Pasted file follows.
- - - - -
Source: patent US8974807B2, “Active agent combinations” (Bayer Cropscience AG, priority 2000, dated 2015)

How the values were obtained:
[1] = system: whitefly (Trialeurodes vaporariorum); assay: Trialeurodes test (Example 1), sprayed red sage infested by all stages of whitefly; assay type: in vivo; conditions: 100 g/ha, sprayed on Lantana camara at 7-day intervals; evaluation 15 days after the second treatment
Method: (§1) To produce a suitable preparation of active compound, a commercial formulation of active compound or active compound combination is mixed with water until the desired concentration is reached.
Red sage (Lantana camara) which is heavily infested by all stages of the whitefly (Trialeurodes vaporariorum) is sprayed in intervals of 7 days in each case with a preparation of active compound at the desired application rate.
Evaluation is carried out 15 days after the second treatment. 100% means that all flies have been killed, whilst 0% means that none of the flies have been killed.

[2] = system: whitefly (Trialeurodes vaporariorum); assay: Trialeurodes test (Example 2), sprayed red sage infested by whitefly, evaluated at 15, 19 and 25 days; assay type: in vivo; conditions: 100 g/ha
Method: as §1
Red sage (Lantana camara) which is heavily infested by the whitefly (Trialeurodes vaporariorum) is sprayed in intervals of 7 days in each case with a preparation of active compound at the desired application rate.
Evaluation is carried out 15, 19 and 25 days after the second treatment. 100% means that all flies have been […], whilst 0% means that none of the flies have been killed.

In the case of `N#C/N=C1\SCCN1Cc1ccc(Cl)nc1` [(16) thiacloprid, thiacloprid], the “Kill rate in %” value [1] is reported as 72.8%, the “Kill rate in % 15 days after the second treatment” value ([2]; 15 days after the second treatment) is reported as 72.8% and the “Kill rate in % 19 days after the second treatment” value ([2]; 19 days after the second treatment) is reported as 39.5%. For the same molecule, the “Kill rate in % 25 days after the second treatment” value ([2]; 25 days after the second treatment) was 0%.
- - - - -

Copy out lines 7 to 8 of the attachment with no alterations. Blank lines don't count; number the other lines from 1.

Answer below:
[2] = system: whitefly (Trialeurodes vaporariorum); assay: Trialeurodes test (Example 2), sprayed red sage infested by whitefly, evaluated at 15, 19 and 25 days; assay type: in vivo; conditions: 100 g/ha
Method: as §1